EU, GM to meet on Opel

18th November 2009, Comments 0 comments

The EU commission has invited General Motors and EU economic ministers to meet in Brussels discuss the future the US automaker's Opel and Vauxhall plants in Europe, an EU spokesman said.

Brussels -- The spokesman for EU Industry Commissioner Guenter Verheugen, confirming a German media report, said the meeting had been called "to talk about plans for the European operations."

The aim is to talk about the future of GM Europe and to "coordinate," he said.

General Motors jolted the European auto sector earlier this month when it scrapped a decision to sell off its European operation to Canadian auto parts maker Magna International and Russian state bank Sberbank.

The US company decided instead to hold on to Opel and Vauxhall and restructure the European unit itself.

Germany had backed the planned sale and offered several billion euros in aid to support the transaction.

"The (EU) commission is strictly opposed to a race for subsidies" to finance the restructuring of GM's European unit, Verheugen told the German Rheinische Post newspaper in an interview to appear in its Wednesday edition.

"We need a European solution based strictly on economic criteria," he said.

The newly named head of GM Europe Nick Reilly is expected to attend the session.

Germany is home to about 25,000 Opel workers, roughly half of GM Europe's total workforce, and the government had lobbied hard for Magna's bid in hopes of keeping all the German plants running.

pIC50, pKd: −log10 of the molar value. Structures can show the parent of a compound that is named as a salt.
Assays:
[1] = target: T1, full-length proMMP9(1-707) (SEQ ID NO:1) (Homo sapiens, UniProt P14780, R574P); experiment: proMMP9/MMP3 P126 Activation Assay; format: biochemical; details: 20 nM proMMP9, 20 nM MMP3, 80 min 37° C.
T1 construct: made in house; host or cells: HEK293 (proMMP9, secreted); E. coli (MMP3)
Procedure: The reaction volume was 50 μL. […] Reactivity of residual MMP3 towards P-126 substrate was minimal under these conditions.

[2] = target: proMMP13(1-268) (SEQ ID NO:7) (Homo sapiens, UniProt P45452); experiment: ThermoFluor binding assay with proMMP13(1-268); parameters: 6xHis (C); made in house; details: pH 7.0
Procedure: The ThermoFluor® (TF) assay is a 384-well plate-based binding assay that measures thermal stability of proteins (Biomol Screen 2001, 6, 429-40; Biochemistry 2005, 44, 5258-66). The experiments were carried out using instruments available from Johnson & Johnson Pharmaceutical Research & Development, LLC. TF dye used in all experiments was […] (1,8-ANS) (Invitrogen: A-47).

Other European countries where Opel has factories like Britain, home to Vauxhall, along with Spain and Poland feared they would bear the brunt of the sale.

There are also GM Europe plants in Austria, Belgium and Hungary.

The proposed deal also caught the attention of EU regulators, which before GM slammed on the brakes were checking whether German aid was only offered to Magna, and not to other bidders, and therefore broke EU rules.

The German government could now decide to assist Opel through a fund created to help companies hit by the global economic crisis.

Verheugen said such an approach was possible but would have to adhere to "strict conditions."

The EU commission has organised two other coordinating meetings on the issue, in March and May.


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